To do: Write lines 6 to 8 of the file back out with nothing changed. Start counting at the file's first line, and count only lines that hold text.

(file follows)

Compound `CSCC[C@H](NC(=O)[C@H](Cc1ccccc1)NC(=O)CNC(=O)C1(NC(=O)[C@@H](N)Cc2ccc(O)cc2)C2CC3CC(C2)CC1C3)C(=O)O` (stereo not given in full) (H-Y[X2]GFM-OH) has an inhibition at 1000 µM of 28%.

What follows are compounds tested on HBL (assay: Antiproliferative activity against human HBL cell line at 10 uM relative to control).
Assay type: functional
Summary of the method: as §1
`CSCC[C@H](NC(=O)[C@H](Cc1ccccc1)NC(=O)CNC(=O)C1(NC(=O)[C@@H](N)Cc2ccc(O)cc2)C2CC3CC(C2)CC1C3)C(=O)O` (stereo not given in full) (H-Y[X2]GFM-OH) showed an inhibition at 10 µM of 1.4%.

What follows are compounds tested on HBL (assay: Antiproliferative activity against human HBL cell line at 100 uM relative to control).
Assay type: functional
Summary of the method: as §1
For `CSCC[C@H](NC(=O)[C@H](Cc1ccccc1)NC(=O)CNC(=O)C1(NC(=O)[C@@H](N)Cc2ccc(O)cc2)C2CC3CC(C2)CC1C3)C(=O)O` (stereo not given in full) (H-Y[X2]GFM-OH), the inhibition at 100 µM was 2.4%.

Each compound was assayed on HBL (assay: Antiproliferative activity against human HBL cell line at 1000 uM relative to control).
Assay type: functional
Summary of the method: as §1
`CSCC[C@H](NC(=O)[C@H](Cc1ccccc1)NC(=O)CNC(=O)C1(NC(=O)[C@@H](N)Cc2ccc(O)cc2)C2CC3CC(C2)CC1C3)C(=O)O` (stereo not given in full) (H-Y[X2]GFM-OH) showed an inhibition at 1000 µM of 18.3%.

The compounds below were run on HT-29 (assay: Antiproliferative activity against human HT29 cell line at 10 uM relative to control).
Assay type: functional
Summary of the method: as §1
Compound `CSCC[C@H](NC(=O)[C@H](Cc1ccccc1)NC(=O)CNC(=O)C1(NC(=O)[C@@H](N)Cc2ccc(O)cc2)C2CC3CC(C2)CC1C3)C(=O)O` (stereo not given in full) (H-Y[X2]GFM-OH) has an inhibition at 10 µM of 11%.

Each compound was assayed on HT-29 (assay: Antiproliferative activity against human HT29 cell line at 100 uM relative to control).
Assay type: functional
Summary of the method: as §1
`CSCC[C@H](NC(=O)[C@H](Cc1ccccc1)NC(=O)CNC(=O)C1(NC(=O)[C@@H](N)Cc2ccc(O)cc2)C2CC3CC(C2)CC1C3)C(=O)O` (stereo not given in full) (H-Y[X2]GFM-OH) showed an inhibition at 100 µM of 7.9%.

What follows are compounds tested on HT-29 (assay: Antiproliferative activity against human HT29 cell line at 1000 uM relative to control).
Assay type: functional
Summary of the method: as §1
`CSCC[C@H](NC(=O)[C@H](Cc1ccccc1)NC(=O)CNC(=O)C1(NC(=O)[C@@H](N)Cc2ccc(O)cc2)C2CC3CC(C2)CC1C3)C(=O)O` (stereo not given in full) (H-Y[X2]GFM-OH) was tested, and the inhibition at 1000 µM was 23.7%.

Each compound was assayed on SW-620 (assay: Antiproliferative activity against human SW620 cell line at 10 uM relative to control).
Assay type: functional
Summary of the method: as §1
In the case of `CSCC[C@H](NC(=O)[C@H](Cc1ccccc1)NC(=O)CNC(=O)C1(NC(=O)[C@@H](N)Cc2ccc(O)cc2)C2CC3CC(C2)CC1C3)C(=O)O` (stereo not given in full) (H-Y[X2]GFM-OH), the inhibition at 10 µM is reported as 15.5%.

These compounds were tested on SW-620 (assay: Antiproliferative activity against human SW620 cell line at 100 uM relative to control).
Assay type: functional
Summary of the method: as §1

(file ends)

What follows are compounds tested on HBL (assay: Antiproliferative activity against human HBL cell line at 100 uM relative to control).
Assay type: functional
Summary of the method: as §1